A new study led by scientists who are part of the Global Parkinson’s Genetic Program has revealed important insights into Parkinson’s disease among people of African and mixed African ancestry, which has been largely unexplored until now.
Global Parkinson’s Research
The Global Parkinson’s Genetic Program includes scientists working at dozens of institutions worldwide. This includes researchers at 23andMe as well the Nigerian Parkinson Disease Research Network, which includes universities and hospitals across Nigeria. In addition, the Global Parkinson’s Genetic Program includes scientists who are part of the Black and African American Connections to Parkinson’s Disease Study (BLAAC PD) study group. Scientists at the NIH, the Michael J. Fox Foundation, the University of Lagos in Nigeria, and University College London as well as a half dozen hospitals and universities in the United States are part of this group.
“This is proof of principle for the Global Parkinson’s Genetics Program showing that increasing diversity and inclusivity in genetics studies can efficiently deliver novel insights,” said Dr. Sara Bandres Ciga, staff scientist at the NIH’s National Institute on Aging.
African Research Institutions
Published in the journal Lancet Neurology, the research represents the first genome-wide association study of Parkinson’s disease in African and African admixed populations.
The Global Parkinson’s Genetic Program draws together data from existing research cohorts, then makes that data available for genetic research into Parkinson’s disease, making work like this possible.
“As researchers and clinicians, our shared responsibility is to make sure Parkinson’s science is representative of all communities around the world,” said Njideka Okubadejo, MD, Professor of Neurology at the University of Lagos, College of Medicine. “This GBA1 result is a step toward that future, where the research field is prioritizing, learning from, and treating all people with Parkinson’s disease.”
A Novel Variant in GBA1
The research identified a novel signal at the GBA1 locus associated with a higher risk for Parkinson’s disease among people of African descent.
The top variant and potential functional variant is much rarer in people who do not have African ancestry. Although the gene GBA1 is known to be associated with Parkinson’s disease in other populations through coding variation, it is thought that this variant influences the expression of the gene and the production of glucocerebrosidase, an enzyme also known as GCase. A deficiency in this enzyme is characteristic of the rare genetic disorder Gaucher disease, which can lead to such things as an enlarged liver or spleen and bone abnormalities. In this case, it appears to impact how Parkinson’s develops in people with African ancestry. This single variant changes the expression of the gene GBA1, which results in decreasing levels of the GCase enzyme.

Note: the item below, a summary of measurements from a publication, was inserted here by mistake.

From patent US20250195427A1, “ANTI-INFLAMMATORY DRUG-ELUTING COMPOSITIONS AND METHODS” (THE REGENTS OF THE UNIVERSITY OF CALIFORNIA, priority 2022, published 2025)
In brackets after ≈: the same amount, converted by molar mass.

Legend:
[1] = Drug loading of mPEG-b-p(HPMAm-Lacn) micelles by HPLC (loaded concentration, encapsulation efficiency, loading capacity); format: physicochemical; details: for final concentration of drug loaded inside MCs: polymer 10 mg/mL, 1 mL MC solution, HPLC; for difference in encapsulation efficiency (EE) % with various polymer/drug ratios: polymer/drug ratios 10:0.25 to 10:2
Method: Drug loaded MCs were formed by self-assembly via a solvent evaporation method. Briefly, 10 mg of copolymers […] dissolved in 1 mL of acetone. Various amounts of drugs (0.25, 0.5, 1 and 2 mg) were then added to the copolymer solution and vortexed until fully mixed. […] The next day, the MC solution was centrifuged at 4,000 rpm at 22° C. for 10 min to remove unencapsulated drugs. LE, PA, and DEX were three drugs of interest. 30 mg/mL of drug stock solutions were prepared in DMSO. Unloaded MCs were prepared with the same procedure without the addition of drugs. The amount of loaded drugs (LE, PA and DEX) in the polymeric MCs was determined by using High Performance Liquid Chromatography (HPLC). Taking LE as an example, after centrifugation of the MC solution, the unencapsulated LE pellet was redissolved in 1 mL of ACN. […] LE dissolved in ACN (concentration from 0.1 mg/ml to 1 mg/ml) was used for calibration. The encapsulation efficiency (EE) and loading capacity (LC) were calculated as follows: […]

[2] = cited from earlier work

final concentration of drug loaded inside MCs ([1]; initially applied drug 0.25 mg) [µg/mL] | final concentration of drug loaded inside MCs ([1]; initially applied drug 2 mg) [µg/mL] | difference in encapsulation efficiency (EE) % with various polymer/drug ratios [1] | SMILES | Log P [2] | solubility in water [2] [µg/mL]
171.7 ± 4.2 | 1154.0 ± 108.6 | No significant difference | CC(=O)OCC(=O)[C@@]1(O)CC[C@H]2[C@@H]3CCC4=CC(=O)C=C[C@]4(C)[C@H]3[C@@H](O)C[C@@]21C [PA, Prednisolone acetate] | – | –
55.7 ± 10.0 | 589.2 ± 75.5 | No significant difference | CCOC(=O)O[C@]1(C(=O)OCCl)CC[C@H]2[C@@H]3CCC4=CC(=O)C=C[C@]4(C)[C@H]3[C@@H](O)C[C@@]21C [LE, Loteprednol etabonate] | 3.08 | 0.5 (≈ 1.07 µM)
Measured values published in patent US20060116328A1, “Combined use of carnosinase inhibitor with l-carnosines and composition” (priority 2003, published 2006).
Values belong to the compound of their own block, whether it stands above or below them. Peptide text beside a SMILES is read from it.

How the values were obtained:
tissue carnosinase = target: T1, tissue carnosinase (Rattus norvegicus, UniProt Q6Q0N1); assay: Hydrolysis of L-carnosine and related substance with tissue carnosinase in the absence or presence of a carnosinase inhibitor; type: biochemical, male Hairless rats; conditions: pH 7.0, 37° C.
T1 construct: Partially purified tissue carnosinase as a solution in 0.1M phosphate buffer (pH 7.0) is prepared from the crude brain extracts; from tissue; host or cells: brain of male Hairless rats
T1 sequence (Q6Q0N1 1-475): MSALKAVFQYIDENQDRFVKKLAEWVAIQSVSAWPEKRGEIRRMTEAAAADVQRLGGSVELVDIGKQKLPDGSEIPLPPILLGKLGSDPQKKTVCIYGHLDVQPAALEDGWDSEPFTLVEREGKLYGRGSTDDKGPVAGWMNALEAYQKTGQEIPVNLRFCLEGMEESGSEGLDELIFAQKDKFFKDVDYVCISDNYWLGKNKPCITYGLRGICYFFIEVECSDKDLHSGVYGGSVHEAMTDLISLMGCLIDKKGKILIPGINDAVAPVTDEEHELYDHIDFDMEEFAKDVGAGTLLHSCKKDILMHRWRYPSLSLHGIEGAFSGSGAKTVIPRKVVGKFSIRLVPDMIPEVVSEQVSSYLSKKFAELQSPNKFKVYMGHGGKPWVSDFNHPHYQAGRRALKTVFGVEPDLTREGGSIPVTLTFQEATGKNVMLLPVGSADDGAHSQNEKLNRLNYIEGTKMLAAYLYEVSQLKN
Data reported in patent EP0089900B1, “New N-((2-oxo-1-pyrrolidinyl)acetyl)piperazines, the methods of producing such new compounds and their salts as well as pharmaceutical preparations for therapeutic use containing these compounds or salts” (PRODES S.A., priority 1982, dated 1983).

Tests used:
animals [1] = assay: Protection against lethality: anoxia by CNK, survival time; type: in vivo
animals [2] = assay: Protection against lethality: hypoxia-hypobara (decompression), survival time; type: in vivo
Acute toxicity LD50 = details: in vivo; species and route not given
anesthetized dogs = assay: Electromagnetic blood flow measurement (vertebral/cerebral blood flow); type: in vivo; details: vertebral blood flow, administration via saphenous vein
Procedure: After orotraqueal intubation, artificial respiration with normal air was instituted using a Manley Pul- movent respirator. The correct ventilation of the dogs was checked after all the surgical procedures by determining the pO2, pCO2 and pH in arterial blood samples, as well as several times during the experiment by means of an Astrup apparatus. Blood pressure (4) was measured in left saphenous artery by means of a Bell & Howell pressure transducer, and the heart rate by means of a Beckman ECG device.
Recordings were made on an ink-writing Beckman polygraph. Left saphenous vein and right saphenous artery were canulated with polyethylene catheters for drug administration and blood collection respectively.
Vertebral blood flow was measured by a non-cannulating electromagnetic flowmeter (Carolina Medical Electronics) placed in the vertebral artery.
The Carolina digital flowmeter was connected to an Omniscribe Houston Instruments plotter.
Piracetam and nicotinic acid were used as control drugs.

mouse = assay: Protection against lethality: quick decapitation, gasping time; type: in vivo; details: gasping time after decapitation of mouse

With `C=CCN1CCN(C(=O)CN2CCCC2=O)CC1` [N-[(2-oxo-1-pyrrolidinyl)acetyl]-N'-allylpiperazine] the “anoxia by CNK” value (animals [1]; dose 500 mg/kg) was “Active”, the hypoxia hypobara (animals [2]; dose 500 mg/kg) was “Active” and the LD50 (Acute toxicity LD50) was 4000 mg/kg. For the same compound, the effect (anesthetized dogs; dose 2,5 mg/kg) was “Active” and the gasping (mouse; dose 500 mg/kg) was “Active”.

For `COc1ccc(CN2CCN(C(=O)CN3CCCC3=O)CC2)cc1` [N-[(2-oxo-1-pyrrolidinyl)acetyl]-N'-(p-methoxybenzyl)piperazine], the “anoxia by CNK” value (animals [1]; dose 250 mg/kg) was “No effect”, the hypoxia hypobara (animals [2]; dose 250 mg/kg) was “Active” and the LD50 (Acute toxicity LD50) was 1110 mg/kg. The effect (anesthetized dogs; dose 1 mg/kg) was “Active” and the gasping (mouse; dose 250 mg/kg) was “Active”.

The study provides some critical insight into disease risk. This novel mechanism may hold promise for potential RNA-based therapeutic strategies, but researchers also believe the new study could inform future GBA1 clinical trials, improving patient stratification.
“Understanding the genetic landscape of diverse populations is not just a nod to inclusivity, but a scientific necessity,” said Mary B. Makarious, a predoctoral student working at the National Institute on Aging and a co-author of the study. “Unraveling these genetic factors, such as the variant in the GBA1 gene in people of African descent, offers us novel avenues to explore not just for disease prevention, but also for the development of targeted and potentially more effective treatments. Every discovery like this brings us closer to a more comprehensive understanding of this disease.”
According to researchers, African admixed populations offer unique opportunities for studying the genetics of both monogenic and complex diseases. This is because these populations contain the world’s largest portion of genetic variability.
Led by researchers at the Global Parkinson’s Genetic Program, work on the study included contributions from scientists at 23andMe and researchers across Africa. The work was supported by the Global Parkinson’s Genetics Program, funded by the Aligning Science Against Parkinson’s initiative, and implemented by The Michael J. Fox Foundation for Parkinson’s Research.
The study included data from just under 196,000 23andMe customers with African admixed ancestry who consented to participate in research.